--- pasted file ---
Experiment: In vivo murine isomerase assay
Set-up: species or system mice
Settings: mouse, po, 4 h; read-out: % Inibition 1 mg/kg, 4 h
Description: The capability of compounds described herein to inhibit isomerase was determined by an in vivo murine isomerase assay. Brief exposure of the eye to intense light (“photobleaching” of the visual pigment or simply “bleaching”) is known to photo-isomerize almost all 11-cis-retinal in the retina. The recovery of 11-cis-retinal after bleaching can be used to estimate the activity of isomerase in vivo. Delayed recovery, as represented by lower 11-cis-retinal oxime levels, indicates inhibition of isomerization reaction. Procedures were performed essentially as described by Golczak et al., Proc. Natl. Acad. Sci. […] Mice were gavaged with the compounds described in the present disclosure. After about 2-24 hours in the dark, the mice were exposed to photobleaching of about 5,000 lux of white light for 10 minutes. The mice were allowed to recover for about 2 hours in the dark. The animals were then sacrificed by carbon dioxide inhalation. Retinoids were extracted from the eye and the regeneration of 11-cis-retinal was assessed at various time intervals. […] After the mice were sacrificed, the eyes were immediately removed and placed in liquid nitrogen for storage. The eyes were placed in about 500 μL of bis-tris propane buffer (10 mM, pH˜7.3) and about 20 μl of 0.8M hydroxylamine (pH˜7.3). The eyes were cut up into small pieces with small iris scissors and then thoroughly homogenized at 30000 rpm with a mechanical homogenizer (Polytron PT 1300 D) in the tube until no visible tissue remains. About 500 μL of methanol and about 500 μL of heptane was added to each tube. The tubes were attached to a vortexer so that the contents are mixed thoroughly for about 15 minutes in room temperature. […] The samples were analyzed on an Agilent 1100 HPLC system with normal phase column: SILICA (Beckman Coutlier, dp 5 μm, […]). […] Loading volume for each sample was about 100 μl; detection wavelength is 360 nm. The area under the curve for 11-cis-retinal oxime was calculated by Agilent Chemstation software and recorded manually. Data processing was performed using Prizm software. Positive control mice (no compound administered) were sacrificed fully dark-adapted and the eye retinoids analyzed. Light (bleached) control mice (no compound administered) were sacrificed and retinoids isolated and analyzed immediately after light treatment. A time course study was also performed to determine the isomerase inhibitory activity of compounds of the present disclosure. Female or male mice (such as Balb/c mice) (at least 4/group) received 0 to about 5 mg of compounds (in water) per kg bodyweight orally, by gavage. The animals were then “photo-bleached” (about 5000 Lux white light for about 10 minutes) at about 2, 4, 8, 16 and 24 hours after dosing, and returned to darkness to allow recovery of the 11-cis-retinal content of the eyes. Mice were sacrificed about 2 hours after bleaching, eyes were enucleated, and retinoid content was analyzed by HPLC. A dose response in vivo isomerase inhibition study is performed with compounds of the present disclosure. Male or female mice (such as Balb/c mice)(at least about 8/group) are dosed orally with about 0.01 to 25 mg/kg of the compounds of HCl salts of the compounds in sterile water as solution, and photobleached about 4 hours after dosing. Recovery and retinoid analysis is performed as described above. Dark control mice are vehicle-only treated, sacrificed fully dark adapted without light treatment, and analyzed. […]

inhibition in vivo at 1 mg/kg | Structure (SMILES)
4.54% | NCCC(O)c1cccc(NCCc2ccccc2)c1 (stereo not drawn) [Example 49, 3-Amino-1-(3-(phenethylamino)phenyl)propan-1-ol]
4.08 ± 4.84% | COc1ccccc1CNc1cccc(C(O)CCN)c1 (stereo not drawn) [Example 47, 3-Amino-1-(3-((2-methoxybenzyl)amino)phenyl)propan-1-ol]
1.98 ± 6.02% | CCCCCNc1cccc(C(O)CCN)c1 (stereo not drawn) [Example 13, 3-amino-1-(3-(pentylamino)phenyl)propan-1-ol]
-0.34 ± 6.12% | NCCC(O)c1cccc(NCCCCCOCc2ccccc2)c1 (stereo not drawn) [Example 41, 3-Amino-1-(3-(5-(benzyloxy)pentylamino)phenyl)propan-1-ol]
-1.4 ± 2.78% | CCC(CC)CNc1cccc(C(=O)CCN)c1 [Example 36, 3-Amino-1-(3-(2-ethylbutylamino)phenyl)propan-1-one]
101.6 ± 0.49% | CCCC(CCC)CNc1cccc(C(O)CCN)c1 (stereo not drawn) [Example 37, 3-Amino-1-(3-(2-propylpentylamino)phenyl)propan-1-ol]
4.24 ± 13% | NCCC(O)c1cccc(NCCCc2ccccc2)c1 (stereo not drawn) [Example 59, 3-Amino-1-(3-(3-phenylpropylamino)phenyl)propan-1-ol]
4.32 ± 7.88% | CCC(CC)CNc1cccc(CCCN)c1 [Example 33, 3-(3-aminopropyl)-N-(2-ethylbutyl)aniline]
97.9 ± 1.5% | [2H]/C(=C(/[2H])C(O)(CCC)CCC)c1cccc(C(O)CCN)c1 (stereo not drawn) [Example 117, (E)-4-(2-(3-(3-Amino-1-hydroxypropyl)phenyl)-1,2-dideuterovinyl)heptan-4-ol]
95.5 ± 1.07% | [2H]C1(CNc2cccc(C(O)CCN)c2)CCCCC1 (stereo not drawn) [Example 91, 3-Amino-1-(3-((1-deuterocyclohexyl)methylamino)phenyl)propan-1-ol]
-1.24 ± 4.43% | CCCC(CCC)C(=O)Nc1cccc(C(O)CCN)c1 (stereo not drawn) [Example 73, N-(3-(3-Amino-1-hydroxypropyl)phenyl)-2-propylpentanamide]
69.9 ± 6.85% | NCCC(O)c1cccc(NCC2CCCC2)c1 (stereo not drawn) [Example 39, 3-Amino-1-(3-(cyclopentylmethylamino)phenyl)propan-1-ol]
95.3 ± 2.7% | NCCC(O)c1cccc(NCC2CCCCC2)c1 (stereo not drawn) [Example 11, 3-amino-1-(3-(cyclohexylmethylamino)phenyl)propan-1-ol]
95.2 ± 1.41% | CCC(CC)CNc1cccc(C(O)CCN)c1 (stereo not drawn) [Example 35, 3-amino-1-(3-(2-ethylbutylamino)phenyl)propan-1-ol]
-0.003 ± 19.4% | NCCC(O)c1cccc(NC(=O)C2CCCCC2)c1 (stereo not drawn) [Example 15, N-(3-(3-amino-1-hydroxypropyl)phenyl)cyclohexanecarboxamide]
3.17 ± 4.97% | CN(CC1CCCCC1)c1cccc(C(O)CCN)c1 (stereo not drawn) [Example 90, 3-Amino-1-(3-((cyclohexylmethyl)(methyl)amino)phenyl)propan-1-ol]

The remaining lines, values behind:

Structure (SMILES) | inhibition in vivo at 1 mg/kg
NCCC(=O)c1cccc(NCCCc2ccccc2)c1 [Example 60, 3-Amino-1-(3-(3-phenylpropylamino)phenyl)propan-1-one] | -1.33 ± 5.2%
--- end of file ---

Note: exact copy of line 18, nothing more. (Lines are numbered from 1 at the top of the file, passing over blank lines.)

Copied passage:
95.3 ± 2.7% | NCCC(O)c1cccc(NCC2CCCCC2)c1 (stereo not drawn) [Example 11, 3-amino-1-(3-(cyclohexylmethylamino)phenyl)propan-1-ol]